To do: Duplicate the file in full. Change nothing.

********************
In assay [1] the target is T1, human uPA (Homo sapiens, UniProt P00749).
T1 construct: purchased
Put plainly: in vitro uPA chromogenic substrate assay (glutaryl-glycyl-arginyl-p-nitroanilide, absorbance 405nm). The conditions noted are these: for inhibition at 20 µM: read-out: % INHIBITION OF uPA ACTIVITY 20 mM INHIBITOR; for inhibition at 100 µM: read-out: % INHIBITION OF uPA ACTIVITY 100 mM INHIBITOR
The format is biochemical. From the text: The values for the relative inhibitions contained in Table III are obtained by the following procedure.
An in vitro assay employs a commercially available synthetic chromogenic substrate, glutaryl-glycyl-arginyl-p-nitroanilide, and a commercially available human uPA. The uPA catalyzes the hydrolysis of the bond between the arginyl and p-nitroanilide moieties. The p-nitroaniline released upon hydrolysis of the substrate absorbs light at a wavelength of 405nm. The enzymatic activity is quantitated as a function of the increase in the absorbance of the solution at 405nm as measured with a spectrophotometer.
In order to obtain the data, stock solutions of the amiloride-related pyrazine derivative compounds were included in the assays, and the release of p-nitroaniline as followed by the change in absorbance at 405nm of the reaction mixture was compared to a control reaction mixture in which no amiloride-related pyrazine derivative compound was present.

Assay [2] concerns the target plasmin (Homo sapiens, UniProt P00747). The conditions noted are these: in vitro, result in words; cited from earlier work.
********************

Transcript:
In assay [1] the target is T1, human uPA (Homo sapiens, UniProt P00749).
T1 construct: purchased
Put plainly: in vitro uPA chromogenic substrate assay (glutaryl-glycyl-arginyl-p-nitroanilide, absorbance 405nm). The conditions noted are these: for inhibition at 20 µM: read-out: % INHIBITION OF uPA ACTIVITY 20 mM INHIBITOR; for inhibition at 100 µM: read-out: % INHIBITION OF uPA ACTIVITY 100 mM INHIBITOR
The format is biochemical. From the text: The values for the relative inhibitions contained in Table III are obtained by the following procedure.
An in vitro assay employs a commercially available synthetic chromogenic substrate, glutaryl-glycyl-arginyl-p-nitroanilide, and a commercially available human uPA. The uPA catalyzes the hydrolysis of the bond between the arginyl and p-nitroanilide moieties. The p-nitroaniline released upon hydrolysis of the substrate absorbs light at a wavelength of 405nm. The enzymatic activity is quantitated as a function of the increase in the absorbance of the solution at 405nm as measured with a spectrophotometer.
In order to obtain the data, stock solutions of the amiloride-related pyrazine derivative compounds were included in the assays, and the release of p-nitroaniline as followed by the change in absorbance at 405nm of the reaction mixture was compared to a control reaction mixture in which no amiloride-related pyrazine derivative compound was present.

Assay [2] concerns the target plasmin (Homo sapiens, UniProt P00747). The conditions noted are these: in vitro, result in words; cited from earlier work.